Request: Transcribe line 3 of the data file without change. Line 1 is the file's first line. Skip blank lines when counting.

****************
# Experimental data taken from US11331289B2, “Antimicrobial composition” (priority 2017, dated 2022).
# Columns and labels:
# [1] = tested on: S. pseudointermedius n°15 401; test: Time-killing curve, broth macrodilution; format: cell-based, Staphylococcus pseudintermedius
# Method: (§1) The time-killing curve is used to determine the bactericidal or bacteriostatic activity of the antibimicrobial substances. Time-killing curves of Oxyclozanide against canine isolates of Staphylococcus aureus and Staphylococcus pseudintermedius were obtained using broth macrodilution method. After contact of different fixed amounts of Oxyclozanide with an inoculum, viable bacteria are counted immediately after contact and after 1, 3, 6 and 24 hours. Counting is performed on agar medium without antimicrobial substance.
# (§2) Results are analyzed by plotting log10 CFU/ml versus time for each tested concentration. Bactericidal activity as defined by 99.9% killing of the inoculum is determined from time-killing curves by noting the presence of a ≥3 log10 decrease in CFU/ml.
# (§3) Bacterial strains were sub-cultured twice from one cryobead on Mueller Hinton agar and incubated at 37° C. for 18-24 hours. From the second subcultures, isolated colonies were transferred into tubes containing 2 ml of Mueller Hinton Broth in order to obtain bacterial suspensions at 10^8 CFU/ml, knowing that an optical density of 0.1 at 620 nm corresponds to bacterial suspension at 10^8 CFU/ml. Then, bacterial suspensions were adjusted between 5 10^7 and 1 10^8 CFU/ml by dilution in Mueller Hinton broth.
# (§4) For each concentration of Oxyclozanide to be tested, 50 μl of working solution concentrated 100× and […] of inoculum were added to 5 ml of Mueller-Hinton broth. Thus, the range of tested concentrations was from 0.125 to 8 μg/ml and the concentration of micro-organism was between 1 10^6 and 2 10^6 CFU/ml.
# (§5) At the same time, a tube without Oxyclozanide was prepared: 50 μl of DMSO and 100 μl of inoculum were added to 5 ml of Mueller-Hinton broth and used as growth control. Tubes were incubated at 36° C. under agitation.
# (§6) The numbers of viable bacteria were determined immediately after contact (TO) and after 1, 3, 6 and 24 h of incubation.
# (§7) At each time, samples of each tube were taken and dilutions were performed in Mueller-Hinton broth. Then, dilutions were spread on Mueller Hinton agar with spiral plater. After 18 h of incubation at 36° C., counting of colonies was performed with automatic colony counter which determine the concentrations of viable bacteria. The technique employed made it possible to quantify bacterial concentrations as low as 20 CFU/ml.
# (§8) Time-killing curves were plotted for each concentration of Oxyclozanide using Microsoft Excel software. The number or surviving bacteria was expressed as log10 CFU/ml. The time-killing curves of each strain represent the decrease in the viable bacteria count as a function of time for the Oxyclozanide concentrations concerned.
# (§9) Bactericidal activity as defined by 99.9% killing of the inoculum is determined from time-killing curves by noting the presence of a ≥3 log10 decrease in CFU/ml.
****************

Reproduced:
# [1] = tested on: S. pseudointermedius n°15 401; test: Time-killing curve, broth macrodilution; format: cell-based, Staphylococcus pseudintermedius